Journal of World History 12.1 (2001) 155-182
[Access article in PDF]
"Colossal Illusions": U.S.-Japanese Relations in the Institute of Pacific Relations, 1919-1938
Jon Thares Davidann
Hawaii Pacific University
The failure of the Institute of Pacific Relations (IPR)--a Non-Governmental Organization (NGO) founded in 1925 to promote mutual understanding and create better relations in the Pacific in the interwar period--is usually thought of in terms of external circumstances. The rise of Japanese militarism, the struggles of China to emerge as a sovereign nation, the Great Depression, and stubborn American isolationism are some reasons given for the collapse of the IPR's project. While these reasons cannot be ignored, I would like to suggest that there were other conditions present in the interwar period, both within the IPR and in the world at large, which made the goals of the IPR unachievable. 1
Two issues stand out. First, the internationalism of the IPR was surrounded by a resistant strain of nationalism throughout the period from the end of World War I to the beginning of World War II. Not simply limited to the late 1930s, the nation was ubiquitous throughout the period. The existence of nationalism made attempts to take a broad "objective" internationalist view difficult and encouraged the various parties involved in the IPR to use the organization to pursue their own national interests. Consequently, while Japanese nationalists made a [End Page 155] concerted effort to make their presence felt in the IPR, American national interests and influence predominated. Thus it is that one Japanese Christian in 1919 called postwar internationalism a "colossal illusion." 2
The second concerns the perceptions through which the IPR formed its opinions about the problems of the Pacific and solutions to those problems. Simply put, the IPR believed that a fundamental problem in the Pacific was one of irrationality. Sentiment and emotions dominated the debate there. IPR members believed that if they could bring objective facts to the forefront, they could promote mutual understanding and the tensions would subside.
While it is quite true that many tensions in the Pacific, especially between the United States and Japan, were due to misperceptions about the intentions and motives of the other player, the IPR's attempt to bring rationality to the Pacific through its conferences and research program failed. In spite of the IPR's well-known and considerable achievements in establishing research agendas that laid the foundation for Asian studies scholarship today, the "objective" facts the IPR thought it could bring to the table were from the inception of the organization never completely objective. In addition, the partners in the IPR defined rationality in different ways. Some Japanese delegates defined the new internationalism of the postwar era as dominated by sentiment and an unwise approach to geopolitics. They suggested instead that a rational calculation of national interests could provide the basis for realistic discussions. American internationalists believed nationalism to be irrational, and they began to see the Japanese as dominated by irrational and authoritarian nationalism. East Asians, including both Japanese and Chinese, believed the protection and strengthening of the nation were the only reasonable response to a situation in which Western imperialism in East Asia threatened the very survival of the nation. So the perception of rationality was not solid ground but shifting sand for the IPR, that in the end helped to cause its downfall. Hope for a rational Pacific, like the belief in internationalism, was illusory. [End Page 156]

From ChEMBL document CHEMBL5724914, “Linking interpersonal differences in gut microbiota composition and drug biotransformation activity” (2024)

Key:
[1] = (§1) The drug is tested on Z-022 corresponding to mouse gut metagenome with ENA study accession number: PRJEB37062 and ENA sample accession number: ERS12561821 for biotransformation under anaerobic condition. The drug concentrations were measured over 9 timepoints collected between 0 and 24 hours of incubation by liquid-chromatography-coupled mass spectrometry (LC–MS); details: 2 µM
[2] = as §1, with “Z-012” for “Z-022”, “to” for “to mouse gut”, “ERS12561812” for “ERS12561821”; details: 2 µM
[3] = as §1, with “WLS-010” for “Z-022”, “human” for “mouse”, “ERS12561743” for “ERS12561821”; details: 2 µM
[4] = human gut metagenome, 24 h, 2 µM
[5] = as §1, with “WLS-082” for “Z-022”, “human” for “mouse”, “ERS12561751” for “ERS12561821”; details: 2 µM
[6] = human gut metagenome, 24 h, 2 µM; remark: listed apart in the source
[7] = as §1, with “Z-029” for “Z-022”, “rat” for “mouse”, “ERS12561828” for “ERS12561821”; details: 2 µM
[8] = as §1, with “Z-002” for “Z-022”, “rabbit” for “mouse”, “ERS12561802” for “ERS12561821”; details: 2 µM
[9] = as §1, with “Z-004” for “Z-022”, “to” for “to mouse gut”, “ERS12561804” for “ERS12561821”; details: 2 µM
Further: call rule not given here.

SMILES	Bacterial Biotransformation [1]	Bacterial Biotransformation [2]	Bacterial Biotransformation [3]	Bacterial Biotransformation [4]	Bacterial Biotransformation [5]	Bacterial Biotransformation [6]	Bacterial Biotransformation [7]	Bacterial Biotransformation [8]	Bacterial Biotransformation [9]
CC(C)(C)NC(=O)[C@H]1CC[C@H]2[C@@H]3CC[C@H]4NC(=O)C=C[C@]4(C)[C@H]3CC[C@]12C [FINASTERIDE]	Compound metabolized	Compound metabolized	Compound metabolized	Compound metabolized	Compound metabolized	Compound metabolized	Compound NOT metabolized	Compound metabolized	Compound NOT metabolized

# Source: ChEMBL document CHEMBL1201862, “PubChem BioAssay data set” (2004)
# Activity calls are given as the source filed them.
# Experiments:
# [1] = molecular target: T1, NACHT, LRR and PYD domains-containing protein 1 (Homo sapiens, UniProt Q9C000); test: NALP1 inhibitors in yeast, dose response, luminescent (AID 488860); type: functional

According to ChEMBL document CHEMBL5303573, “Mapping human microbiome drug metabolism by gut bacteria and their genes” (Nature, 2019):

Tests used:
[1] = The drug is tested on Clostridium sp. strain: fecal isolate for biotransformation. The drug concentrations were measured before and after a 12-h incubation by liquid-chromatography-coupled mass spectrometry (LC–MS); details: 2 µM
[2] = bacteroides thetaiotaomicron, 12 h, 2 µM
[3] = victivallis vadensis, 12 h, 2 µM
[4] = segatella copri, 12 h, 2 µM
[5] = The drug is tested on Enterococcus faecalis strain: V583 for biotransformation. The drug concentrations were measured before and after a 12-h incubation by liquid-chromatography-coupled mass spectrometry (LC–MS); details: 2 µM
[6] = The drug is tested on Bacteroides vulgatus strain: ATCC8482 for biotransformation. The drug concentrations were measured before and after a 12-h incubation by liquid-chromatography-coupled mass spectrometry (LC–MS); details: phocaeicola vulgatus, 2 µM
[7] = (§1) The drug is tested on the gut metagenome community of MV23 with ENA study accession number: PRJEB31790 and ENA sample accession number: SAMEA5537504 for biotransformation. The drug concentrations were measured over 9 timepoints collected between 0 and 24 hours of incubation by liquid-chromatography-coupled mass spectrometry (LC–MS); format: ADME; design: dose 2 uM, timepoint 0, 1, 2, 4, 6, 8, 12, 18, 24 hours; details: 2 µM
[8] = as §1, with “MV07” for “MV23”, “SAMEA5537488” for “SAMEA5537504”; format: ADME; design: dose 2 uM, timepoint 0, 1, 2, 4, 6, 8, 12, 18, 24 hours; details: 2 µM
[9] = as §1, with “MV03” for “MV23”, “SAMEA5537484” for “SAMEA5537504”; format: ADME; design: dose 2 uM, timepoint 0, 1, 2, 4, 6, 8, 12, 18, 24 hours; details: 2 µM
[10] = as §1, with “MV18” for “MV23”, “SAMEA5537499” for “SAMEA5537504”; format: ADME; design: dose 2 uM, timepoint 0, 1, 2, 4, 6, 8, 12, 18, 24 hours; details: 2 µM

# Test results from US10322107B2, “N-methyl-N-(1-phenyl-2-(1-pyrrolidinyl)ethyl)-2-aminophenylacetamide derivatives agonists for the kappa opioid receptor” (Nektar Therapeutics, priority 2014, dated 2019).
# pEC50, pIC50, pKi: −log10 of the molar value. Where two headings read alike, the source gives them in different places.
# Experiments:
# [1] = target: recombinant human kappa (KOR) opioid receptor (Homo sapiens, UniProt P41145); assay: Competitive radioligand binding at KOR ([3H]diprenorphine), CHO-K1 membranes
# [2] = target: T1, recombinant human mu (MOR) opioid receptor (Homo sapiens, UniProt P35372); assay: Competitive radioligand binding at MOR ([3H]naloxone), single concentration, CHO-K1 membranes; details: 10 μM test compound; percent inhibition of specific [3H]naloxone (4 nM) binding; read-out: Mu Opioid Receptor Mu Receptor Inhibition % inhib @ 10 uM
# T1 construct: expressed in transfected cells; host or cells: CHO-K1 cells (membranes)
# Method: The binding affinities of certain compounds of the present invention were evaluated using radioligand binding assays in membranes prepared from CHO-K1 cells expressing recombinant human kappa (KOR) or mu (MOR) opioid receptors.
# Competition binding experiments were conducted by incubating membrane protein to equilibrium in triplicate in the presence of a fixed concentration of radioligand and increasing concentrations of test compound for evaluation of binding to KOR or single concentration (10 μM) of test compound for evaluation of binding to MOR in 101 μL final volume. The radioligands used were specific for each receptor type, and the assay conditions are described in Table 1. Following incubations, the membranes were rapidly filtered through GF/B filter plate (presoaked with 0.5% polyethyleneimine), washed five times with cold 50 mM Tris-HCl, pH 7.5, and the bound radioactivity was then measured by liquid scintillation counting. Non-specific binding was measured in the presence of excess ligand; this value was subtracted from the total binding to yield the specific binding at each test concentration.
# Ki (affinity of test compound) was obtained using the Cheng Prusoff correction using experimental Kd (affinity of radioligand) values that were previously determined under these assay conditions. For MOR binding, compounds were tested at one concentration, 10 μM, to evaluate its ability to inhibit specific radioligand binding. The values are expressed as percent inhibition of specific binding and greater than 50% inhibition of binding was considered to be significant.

Americanization and Internationalism after World War I
Before the troubles in the Pacific that erupted in the 1930s, there was considerable hope that the sometimes tense relationship between Japan and the United States could be placed on a more stable basis. In the aftermath of World War I, there was great revulsion at the horror of war by both Americans and Japanese who were interested in cooperation. Both tended to embrace Wilsonian internationalism, although for different reasons and with differing amounts of faith and skepticism.
Woodrow Wilson's ideas of freedom--free trade, self-determination, democracy...